MAGUIRE: I want to stress that I believe that the whistle-blower and the inspector general have acted in good faith throughout. I have every reason to believe that they have done everything by the book and followed the law.


MURRAY: So you could see him sort of stepping out there and offering the defense he could. He also admitted that he does not know who this whistle-blower is. He does not want to know who this whistle-blower is, that he's committed to maintaining this person's protections and ensuring they're not retaliated against, Jake.

TAPPER: And, Sara, the acting director of national intelligence, Maguire, was asked multiple times about his conversations with President Trump about this.

He refused to answer. But there was one part of his conversations with President Trump that he was willing to discuss.

MURRAY: That's right, Jake.

I mean, this was obviously a point of frustration for lawmakers. They wanted to know whether he had and the president had ever talked about the complaint. He wouldn't say anything about that. But he was asked, did the president want to know who this whistle-blower was? Did he want you to find out?

Here's what did.


REP. JACKIE SPEIER (D-CA): Did the president the United States asked you to find out the identity of the whistle-blower?

MAGUIRE: I can say I -- although I would not normally discuss my conversations with the president, I can tell you emphatically no.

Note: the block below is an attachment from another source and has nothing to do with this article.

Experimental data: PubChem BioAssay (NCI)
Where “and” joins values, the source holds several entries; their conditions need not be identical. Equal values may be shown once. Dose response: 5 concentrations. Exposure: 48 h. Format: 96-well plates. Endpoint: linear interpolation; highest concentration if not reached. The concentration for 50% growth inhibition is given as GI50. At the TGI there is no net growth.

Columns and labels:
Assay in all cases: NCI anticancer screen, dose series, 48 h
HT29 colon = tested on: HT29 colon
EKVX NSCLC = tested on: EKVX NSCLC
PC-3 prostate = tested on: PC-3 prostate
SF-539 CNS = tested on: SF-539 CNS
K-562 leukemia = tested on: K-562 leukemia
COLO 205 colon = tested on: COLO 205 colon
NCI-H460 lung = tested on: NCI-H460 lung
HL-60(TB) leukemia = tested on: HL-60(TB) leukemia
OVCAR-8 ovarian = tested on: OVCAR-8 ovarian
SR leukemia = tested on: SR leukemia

MURRAY: Now, he also confirmed that no one else at the White House, no one else at the Justice Department has asked him to try to figure out who the whistle-blower is.

But, Jake, you can imagine lawmakers were very skeptical today. They had a lot of questions for him about why he would have taken a complaint that mentions the president and Attorney General Bill Barr by name and then gone to the White House and the Justice Department.

TAPPER: Indeed.

Sara Murray, thanks so much.

The complaint lays out in detail the whistle-blower's concerns that President Trump was pushing a foreign power, Ukraine, to investigate his potential 2020 opponent.

CNN senior justice correspondent Evan Perez is with me now.

And, Evan, what exactly does the whistle-blower say about President Trump's conduct?

EVAN PEREZ, CNN JUSTICE CORRESPONDENT: Well, Jake, this is the bombshell, really, in the complaint. And it has to do with what exactly the president was up to when he was making these conversations, saying these things to the president of Ukraine.


Part of the complaint says in part: "I have received information from multiple U.S. government officials that the president of the United States is using the power of his office to solicit interference from a foreign country in the 2020 U.S. election."

Obviously, Jake, that is the center of this controversy. Now that the White House has released the phone call, everyone can make a judgment to determine whether or not they believe this is what the president was doing, asking the Ukrainians to investigate his likely rival in the 2020 election.

TAPPER: And, Evan, what does this whistle-blower say in the letter about how the White House handled the aftermath of the phone call?

PEREZ: Right.

And what the whistle-blower says, that there was an attempt to a cover-up. Essentially, people at the White House knew that this could be a problem.